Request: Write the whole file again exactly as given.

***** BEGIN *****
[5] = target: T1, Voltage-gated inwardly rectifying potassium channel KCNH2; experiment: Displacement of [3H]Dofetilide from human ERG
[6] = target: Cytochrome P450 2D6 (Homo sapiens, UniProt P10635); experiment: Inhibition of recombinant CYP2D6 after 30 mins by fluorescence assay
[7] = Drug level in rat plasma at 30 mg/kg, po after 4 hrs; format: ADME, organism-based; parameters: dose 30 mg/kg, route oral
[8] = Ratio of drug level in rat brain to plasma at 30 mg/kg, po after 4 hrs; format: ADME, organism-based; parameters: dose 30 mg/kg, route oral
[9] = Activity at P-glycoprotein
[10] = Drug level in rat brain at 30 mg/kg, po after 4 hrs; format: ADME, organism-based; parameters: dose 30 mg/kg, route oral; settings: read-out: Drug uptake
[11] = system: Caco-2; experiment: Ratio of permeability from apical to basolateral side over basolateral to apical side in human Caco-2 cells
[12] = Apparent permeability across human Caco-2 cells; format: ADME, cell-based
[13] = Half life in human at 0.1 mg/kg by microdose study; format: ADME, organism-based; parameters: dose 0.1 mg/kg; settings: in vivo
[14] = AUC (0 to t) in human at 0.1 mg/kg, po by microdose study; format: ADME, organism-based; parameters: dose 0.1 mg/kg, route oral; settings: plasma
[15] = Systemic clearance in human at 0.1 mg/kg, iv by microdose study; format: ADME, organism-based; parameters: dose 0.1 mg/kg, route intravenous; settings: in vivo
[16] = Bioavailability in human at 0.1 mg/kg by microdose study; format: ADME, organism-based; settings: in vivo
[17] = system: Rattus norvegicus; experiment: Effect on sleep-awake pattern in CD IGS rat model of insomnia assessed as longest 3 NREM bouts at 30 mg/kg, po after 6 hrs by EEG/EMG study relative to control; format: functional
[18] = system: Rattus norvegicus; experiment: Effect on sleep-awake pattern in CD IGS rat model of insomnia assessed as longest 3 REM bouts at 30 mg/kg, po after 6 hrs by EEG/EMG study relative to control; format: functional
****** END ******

[5] = target: T1, Voltage-gated inwardly rectifying potassium channel KCNH2; experiment: Displacement of [3H]Dofetilide from human ERG
[6] = target: Cytochrome P450 2D6 (Homo sapiens, UniProt P10635); experiment: Inhibition of recombinant CYP2D6 after 30 mins by fluorescence assay
[7] = Drug level in rat plasma at 30 mg/kg, po after 4 hrs; format: ADME, organism-based; parameters: dose 30 mg/kg, route oral
[8] = Ratio of drug level in rat brain to plasma at 30 mg/kg, po after 4 hrs; format: ADME, organism-based; parameters: dose 30 mg/kg, route oral
[9] = Activity at P-glycoprotein
[10] = Drug level in rat brain at 30 mg/kg, po after 4 hrs; format: ADME, organism-based; parameters: dose 30 mg/kg, route oral; settings: read-out: Drug uptake
[11] = system: Caco-2; experiment: Ratio of permeability from apical to basolateral side over basolateral to apical side in human Caco-2 cells
[12] = Apparent permeability across human Caco-2 cells; format: ADME, cell-based
[13] = Half life in human at 0.1 mg/kg by microdose study; format: ADME, organism-based; parameters: dose 0.1 mg/kg; settings: in vivo
[14] = AUC (0 to t) in human at 0.1 mg/kg, po by microdose study; format: ADME, organism-based; parameters: dose 0.1 mg/kg, route oral; settings: plasma
[15] = Systemic clearance in human at 0.1 mg/kg, iv by microdose study; format: ADME, organism-based; parameters: dose 0.1 mg/kg, route intravenous; settings: in vivo
[16] = Bioavailability in human at 0.1 mg/kg by microdose study; format: ADME, organism-based; settings: in vivo
[17] = system: Rattus norvegicus; experiment: Effect on sleep-awake pattern in CD IGS rat model of insomnia assessed as longest 3 NREM bouts at 30 mg/kg, po after 6 hrs by EEG/EMG study relative to control; format: functional
[18] = system: Rattus norvegicus; experiment: Effect on sleep-awake pattern in CD IGS rat model of insomnia assessed as longest 3 REM bouts at 30 mg/kg, po after 6 hrs by EEG/EMG study relative to control; format: functional